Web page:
Three linked to Moscow subway bombings get life in prison

A Russian court on Friday sentenced three people to life in prison for their role in a pair of Moscow subway bombings in 2004 that killed nearly 50 people, a court spokeswoman said.

The February and August bombings terrorized the capital and came amid a series of terror attacks culminating in the September 2004 hostage taking at the school in Beslan.

Murat Shavayev, Maxim Panaryin and Tambii Khubiyev were given life sentences in a closed door hearing at the Moscow City Court, after convicting them of terrorism, murder, banditry and other charges, court spokeswoman Anna Usacheva said.

Prosecutors charged that Khubiyev and Shavayev brought detonators and explosives to Moscow and Khubiyev assembled one of the bombs, the ITAR-Tass news agency said. Panaryin's precise involvement in the attacks was not immediately clear.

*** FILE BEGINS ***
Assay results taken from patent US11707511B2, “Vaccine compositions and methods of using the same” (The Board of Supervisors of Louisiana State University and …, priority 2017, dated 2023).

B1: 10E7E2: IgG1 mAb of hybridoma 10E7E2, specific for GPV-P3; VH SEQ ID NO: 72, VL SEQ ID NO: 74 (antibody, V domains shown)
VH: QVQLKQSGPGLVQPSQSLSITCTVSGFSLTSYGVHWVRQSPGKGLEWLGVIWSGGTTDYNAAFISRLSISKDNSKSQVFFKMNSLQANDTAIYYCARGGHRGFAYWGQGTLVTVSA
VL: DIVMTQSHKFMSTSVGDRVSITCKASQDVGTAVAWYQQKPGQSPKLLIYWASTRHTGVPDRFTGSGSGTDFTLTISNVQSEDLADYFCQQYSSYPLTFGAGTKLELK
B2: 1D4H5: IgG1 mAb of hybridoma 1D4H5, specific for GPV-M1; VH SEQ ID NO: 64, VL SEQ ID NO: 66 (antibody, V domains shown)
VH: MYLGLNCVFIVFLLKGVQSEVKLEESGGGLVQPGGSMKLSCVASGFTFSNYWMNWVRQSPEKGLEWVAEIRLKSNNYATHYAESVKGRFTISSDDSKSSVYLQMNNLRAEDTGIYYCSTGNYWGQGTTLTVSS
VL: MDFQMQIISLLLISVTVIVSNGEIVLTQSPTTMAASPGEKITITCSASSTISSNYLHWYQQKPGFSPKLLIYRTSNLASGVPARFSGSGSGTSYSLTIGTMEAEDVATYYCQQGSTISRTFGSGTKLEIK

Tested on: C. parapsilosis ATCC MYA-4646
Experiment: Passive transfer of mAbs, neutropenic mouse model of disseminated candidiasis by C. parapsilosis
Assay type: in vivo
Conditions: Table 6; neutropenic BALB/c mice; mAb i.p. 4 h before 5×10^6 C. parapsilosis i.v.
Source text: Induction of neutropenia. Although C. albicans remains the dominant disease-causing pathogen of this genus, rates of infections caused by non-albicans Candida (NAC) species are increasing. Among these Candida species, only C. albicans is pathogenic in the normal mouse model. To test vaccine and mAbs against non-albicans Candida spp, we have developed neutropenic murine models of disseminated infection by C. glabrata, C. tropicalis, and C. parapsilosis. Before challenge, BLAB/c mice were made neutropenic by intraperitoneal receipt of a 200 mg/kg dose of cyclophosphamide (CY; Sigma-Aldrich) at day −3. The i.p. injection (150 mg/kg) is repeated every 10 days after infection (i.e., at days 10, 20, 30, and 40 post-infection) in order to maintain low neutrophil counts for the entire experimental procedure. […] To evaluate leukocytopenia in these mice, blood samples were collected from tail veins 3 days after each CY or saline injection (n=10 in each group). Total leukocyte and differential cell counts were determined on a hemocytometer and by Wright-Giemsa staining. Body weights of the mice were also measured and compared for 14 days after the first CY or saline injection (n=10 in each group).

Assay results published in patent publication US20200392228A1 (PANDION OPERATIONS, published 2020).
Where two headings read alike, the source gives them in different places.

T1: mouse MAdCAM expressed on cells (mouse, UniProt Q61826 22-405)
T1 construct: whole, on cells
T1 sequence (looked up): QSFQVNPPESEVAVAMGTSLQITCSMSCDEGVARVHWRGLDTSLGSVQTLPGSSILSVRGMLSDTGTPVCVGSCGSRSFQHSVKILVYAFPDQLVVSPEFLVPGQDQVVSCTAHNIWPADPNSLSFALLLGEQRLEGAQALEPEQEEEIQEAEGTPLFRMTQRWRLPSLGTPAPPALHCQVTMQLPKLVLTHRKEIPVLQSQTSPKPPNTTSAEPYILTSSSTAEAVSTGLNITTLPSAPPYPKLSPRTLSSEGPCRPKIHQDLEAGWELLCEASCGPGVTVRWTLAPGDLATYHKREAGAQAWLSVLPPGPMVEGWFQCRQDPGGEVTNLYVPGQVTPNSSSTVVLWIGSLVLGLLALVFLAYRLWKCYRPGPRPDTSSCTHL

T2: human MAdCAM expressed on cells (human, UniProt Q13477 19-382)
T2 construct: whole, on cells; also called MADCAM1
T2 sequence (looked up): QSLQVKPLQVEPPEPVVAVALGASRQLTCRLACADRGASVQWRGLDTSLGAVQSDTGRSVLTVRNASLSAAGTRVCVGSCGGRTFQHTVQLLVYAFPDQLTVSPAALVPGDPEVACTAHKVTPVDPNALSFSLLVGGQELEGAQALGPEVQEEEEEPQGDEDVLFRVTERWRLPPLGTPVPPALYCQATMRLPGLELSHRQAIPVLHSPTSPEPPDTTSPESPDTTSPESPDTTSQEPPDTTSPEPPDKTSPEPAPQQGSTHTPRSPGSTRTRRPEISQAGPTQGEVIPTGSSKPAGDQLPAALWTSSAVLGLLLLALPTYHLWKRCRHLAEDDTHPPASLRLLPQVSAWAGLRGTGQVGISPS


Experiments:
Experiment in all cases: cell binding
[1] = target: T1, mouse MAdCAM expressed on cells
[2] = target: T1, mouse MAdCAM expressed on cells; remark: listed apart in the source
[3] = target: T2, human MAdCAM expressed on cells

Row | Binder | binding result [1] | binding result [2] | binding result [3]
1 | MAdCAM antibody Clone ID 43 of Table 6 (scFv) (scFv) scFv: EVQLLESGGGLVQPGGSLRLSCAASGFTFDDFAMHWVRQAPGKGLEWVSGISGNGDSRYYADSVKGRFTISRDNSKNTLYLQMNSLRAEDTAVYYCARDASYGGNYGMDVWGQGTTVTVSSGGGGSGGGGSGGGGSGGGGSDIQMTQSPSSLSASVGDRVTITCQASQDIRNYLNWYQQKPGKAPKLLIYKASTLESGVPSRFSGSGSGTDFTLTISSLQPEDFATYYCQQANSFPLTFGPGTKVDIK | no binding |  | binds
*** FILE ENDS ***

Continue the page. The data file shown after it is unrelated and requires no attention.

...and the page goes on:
RIA-Novosti said Khubiyev pleaded guilty to all the charges, while Panaryin pleaded guilty to just some. Shavayev denied all the charges, the agency said.

The Feb. 6, 2004, explosion at the Avtozavodskaya station in southern Moscow tore through a subway car during the morning rush hour, killing 42 people including the attacker and wounding more than 120, reports AP.

On Aug. 31, 2004, a female suicide bomber detonated explosive near the entrance to the Rizhskaya subway station in northern Moscow, killing eight and wounding 30.

The following day, some 30 heavily armed militants seized more than 1,000 teachers, children and parents at a school in the southern Russian town of Beslan, holding them hostage for nearly three days. The seizure ended in a hail of gunfire and explosions, killing 334 about half of them children.

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